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New therapy for advanced prostate cancer available in Trinidad and Tobago
Published on April 14, 2014 Email To Friend    Print Version

prostate_cancer_treatment.jpg
Rishi Maharaj, Janssen Caribbean Area Manager; Joan Craig, Janssen Country Manager South Caribbean; Dr Krishan Ramsoobhag, Urologist and Oncologist Trinidad and Tobago; and Dr David Muschett, Oncology Medical Manager from Janssen. (PRNewsFoto/Janssen)

PORT OF SPAIN, Trinidad -- The Chemistry, Food and Drugs Division of the Trinidad Tobago Ministry of Health approved the introduction of Abiraterone Acetate to the country, the first-orally administered androgen synthesis inhibitor (testosterone) medication for the treatment of patients with metastatic castration-resistant prostate cancer.

Clinical trials have demonstrated that this new therapeutic resource for the standard therapy of patients with hormone-resistant tumors reduces the risk of death by approximately 35%. Abiraterone Acetate is available in Trinidad and Tobago under the trademark Zytiga™.

According to the National Cancer Registry of Trinidad and Tobago, prostate cancer leads cancer statistics in the population with 22% of all cases. Amongst males, prostate cancer accounted for 42% of all new cases of cancer. Worldwide, prostate cancer is the second type of cancer most frequently diagnosed in men, and the fifth type overall. Near 1.1 million new cases of prostate cancer were diagnosed worldwide in 2012, and more than 300,000 men died because of the disease.

This type of cancer is the result of the malignant transformation of certain cells of the prostate, a gland located underneath the urinary bladder in men, one of the functions of which is to produce a part of the seminal fluid. Although a slowly developing disease, some prostate tumors may be very aggressive and extend quickly to invade other organs (metastasis).

Abiraterone Acetate is a new therapy administered orally as a single daily dose, which prevents androgen from being produced at their three sources: Testes, adrenal glands, and the tumor itself, through the strong block of the CYP 17 enzyme.

Androgens are hormones that promote both male development and sexual features, and prostate cancer cells have been shown to need them to grow.

"Abiraterone Acetate is an androgen synthesis inhibitor (testosterone) treatment that reduces the risk of death by approximately 35% of patients already treated with hormone therapy and chemotherapy. Approximately 20% of all patients with prostate cancer progress to a severe stage of the disease and could now benefit from this new therapeutic alternative", stated Dr Carmen Martinez, medical director of Janssen for Venezuela, Central America and the Caribbean.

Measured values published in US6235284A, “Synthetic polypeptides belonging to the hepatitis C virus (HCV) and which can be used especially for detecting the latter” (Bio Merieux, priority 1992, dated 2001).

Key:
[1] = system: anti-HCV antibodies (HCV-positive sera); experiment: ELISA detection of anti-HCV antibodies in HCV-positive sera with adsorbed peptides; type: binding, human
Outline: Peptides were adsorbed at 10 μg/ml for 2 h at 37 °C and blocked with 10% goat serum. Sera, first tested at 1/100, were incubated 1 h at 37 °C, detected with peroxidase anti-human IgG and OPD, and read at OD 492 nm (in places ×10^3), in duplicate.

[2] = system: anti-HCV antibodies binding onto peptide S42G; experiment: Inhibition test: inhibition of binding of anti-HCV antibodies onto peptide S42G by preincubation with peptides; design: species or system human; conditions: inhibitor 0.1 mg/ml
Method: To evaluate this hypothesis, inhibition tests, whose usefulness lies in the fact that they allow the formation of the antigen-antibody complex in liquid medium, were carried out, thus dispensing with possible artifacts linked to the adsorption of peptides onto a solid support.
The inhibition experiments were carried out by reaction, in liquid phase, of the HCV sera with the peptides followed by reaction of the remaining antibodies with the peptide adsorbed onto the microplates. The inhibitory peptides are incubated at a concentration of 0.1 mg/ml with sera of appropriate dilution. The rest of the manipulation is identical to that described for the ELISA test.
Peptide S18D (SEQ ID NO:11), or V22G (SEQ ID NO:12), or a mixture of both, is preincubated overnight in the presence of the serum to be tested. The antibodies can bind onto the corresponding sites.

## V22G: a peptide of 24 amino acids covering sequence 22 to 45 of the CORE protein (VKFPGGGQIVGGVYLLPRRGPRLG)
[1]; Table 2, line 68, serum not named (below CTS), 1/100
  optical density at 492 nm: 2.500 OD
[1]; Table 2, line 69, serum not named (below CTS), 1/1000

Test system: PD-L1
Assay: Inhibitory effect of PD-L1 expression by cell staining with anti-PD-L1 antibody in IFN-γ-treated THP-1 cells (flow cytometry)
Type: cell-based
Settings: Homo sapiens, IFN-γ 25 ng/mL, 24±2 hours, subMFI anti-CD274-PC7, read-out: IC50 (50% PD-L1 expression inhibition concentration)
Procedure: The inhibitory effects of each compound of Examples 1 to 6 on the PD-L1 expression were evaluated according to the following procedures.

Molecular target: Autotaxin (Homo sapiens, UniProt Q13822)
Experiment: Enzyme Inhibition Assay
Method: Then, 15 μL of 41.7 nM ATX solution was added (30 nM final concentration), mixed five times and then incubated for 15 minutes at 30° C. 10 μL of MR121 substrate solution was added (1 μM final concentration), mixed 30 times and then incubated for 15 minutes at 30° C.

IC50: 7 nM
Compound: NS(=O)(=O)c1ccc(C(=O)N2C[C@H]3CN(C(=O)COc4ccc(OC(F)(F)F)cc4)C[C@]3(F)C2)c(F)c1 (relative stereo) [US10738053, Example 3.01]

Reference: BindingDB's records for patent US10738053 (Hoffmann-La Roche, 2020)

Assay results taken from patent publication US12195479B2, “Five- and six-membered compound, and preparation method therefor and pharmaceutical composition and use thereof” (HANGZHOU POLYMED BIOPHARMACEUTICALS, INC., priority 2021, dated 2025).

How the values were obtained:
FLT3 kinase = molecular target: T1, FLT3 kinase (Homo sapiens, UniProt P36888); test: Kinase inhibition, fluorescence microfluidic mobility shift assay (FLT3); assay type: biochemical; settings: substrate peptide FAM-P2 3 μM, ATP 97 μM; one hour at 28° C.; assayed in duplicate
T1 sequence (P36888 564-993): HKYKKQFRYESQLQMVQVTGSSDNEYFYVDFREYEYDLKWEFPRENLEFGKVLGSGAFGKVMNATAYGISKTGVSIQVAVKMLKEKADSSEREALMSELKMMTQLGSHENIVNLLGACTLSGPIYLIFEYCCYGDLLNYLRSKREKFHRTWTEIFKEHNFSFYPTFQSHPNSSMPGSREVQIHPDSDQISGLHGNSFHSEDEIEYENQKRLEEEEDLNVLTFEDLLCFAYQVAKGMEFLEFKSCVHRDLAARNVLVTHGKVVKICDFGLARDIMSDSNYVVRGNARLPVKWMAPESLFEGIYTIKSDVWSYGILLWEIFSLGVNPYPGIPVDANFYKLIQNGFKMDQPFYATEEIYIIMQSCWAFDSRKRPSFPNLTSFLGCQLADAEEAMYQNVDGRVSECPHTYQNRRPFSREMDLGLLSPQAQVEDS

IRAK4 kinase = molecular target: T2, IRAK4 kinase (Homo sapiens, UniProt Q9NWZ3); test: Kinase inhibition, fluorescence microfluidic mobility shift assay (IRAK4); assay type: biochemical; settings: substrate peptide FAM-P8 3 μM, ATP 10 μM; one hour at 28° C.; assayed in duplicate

One of the most salient aspects of Abiraterone Acetate that distinguishes it from other oncologic treatments is that it possesses a novel mechanism of action, with a benefit as to the overall survival rate, and a tolerable toxicity profile. Additionally, Abiraterone Acetate also provides relief for bone pain that often afflicts patients at advanced stages of the disease.

"Before the appearance of Abiraterone Acetate, after progressing to chemotherapy most patients received either a second unsuccessful line of therapy or merely supportive, palliative treatment" added Martínez.

The treatment of this condition depends on its stage at diagnosis. Prostatectomy (surgical removal of the prostate), hormone block, or radiotherapy, are some therapeutic possibilities available for the treatment of this disease.

The primary objective of treatment in patients with advanced prostate cancer is to block the action of androgens such as testosterone, since this may result in the regression of the tumor whose development is stimulated by this hormone. However, with passing time many patients who had initially responded to treatments aimed at blocking the production of testosterone, start to produce the hormone again, which reactivates the disease.

Chemotherapy is used in those cases in which the disease has become castration-resistant, that is, that the prostate cancer has kept progressing despite treatment, thus exhausting the possibilities to carry out or to continue the hormone block.

Some treatments available for these patients are intravenous chemotherapies, with this group including only docetaxel and mitoxantrone until 2010.
 
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